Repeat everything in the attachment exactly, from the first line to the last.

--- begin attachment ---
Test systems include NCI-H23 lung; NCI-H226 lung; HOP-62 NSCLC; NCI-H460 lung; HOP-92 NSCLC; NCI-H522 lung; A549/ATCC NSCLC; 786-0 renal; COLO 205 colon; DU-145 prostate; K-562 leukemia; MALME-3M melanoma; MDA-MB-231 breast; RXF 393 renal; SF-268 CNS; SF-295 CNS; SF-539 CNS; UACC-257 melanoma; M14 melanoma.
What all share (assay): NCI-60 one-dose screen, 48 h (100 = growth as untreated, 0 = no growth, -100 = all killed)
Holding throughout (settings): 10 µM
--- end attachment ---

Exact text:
Test systems include NCI-H23 lung; NCI-H226 lung; HOP-62 NSCLC; NCI-H460 lung; HOP-92 NSCLC; NCI-H522 lung; A549/ATCC NSCLC; 786-0 renal; COLO 205 colon; DU-145 prostate; K-562 leukemia; MALME-3M melanoma; MDA-MB-231 breast; RXF 393 renal; SF-268 CNS; SF-295 CNS; SF-539 CNS; UACC-257 melanoma; M14 melanoma.
What all share (assay): NCI-60 one-dose screen, 48 h (100 = growth as untreated, 0 = no growth, -100 = all killed)
Holding throughout (settings): 10 µM